Just as even the most beautiful plant will wither without proper care and watering, your company's remote employees can't flourish without special HR considerations.
Before discussing the specific ways HR can support remote workers, it's important to understand terms that surround the idea of working away from the office. Telecommuting and remote work are two terms that are used nearly synonymously, but there is a subtle difference. Both telecommuters and remote workers work from home. However, the term remote work implies geographical distance. Telecommuting generally means working from home but within range of the workplace.
"Fifty percent of the U.S. workforce holds a job that is compatible with at least partial telework and approximately 40% of the workforce works remotely at some frequency," according to a "Telecommuting Trend Data" report updated in August 2019.
A distributed workforce includes both gig workers and full-time employees working either internationally or domestically.
Potential benefits of remote work include flexible work-life balance and an easy commute. However, employees who work remotely on a full-time basis can experience loneliness and social isolation, which can lead to decreased productivity and high turnover.
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Here are four ways HR's support for remote employees can increase productivity.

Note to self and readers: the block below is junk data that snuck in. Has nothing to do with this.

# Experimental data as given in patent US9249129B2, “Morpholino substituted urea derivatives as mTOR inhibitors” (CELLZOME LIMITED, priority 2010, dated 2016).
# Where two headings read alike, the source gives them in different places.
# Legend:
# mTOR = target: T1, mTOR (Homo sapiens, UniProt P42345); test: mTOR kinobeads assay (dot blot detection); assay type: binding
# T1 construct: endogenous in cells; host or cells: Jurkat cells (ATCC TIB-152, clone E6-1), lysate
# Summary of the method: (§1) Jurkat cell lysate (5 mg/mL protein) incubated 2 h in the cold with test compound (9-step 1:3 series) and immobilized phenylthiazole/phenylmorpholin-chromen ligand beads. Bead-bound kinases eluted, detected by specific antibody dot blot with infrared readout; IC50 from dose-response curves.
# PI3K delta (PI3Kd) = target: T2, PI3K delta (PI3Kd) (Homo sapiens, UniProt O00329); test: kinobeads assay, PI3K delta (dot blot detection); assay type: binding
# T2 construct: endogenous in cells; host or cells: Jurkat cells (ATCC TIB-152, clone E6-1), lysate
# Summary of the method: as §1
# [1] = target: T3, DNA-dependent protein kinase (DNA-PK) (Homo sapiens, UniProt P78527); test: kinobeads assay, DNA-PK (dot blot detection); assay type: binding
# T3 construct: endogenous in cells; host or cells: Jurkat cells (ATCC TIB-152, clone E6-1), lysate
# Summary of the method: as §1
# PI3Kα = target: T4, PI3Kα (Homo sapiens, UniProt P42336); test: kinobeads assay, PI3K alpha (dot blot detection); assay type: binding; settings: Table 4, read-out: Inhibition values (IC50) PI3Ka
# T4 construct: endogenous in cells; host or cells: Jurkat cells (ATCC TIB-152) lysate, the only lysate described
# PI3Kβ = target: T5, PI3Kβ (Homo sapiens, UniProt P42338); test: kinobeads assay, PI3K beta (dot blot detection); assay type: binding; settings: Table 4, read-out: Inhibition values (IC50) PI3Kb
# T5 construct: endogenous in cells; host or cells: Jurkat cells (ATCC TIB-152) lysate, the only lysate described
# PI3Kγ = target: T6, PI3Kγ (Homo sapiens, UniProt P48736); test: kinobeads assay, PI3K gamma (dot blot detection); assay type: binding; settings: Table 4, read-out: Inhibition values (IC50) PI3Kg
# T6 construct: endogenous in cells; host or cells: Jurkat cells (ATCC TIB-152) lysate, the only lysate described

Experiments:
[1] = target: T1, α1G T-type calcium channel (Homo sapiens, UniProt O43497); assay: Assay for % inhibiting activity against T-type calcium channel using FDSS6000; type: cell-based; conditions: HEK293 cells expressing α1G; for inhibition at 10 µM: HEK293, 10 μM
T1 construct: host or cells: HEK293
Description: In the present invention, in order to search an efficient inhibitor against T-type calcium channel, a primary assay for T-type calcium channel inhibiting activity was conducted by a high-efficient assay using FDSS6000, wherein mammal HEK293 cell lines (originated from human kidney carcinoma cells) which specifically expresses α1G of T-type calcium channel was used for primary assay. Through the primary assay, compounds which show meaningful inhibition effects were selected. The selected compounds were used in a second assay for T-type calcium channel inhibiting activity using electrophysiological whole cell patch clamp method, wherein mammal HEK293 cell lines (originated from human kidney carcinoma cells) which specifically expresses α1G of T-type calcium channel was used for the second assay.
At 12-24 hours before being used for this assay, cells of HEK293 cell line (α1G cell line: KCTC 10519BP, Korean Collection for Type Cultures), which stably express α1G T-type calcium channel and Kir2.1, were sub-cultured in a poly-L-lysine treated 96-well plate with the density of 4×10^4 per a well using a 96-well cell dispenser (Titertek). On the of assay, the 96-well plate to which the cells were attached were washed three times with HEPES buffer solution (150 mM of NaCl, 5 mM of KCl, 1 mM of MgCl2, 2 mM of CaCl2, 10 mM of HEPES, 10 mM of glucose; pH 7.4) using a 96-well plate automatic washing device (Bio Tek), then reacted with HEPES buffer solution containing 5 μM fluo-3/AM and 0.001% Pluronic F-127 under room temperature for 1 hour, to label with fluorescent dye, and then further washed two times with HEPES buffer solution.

1. Implement real-time communication tools
Communication tools can help remote workers stay updated on what's happening in the office and help them connect with their respective teams. Companies can purchase tools, such as Slack and Microsoft Teams, to encourage conversations in real time. Video conference tools, such as Zoom and Google Hangouts, virtually bring remote employees into the conference rooms so they can participate in trainings and company updates.
Project management tools, such as Workfront and Clarizen, can help managers keep track of projects and enable them to follow their remote workers' goals without constant check-ins.
2. Create an inclusive culture
Working remotely can lead to feeling isolated from colleagues and the company culture and building in budget for in-person connections can help combat that.
Some companies allocate budgets so remote employees can visit the main office periodically, especially for important meetings. When travel is not possible, video conferencing tools and other collaboration tools can help remote employees feel included. Business leaders and managers can use both types of tools for large meetings and for more informal gatherings on an ongoing basis.
3. Offer self-service HR
When employees work away from the office, they typically may not have as much access to HR, including casual ways of reaching out such as walking to the HR department and asking a quick question. To rectify this, HR can offer self-service portals so employees can do more on their own, such as find answers to frequently asked questions.
Self-service HR tools can also cut down the time it takes for an employee to access their payroll and benefit information. There are also systems that offer easy ways to request time off and submit expenses.
4. Follow payroll regulations
Payroll regulations are potentially different for remote employees, depending on where they live. Following payroll regulations is critical to avoiding penalties and fines. Regulations can include watching differences in minimum wage, tax withholding and workers' comp.